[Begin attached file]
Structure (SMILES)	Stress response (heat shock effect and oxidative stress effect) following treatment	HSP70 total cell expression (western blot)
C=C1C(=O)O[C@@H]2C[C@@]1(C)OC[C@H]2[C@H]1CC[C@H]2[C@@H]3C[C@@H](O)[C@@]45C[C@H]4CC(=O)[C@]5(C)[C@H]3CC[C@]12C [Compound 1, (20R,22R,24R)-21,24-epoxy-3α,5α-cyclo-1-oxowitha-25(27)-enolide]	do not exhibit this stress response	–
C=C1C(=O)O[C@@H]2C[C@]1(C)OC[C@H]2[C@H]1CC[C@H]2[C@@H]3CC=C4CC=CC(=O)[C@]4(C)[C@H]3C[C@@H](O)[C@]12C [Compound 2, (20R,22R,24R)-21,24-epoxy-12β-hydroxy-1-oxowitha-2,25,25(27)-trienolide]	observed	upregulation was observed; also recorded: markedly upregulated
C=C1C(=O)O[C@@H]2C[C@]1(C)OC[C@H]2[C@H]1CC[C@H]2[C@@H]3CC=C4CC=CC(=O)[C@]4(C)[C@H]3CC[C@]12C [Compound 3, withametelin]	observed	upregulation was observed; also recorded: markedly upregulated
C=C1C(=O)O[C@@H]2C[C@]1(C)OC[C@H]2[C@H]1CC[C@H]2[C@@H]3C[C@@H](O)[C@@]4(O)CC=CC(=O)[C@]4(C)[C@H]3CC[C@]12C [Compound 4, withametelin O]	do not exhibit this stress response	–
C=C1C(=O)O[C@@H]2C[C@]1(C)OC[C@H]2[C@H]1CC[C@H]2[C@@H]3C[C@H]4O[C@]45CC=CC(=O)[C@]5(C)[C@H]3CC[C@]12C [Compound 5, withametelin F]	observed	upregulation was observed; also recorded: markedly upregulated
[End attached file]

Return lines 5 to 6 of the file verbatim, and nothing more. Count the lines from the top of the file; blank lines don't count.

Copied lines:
C=C1C(=O)O[C@@H]2C[C@]1(C)OC[C@H]2[C@H]1CC[C@H]2[C@@H]3C[C@@H](O)[C@@]4(O)CC=CC(=O)[C@]4(C)[C@H]3CC[C@]12C [Compound 4, withametelin O]	do not exhibit this stress response	–
C=C1C(=O)O[C@@H]2C[C@]1(C)OC[C@H]2[C@H]1CC[C@H]2[C@@H]3C[C@H]4O[C@]45CC=CC(=O)[C@]5(C)[C@H]3CC[C@]12C [Compound 5, withametelin F]	observed	upregulation was observed; also recorded: markedly upregulated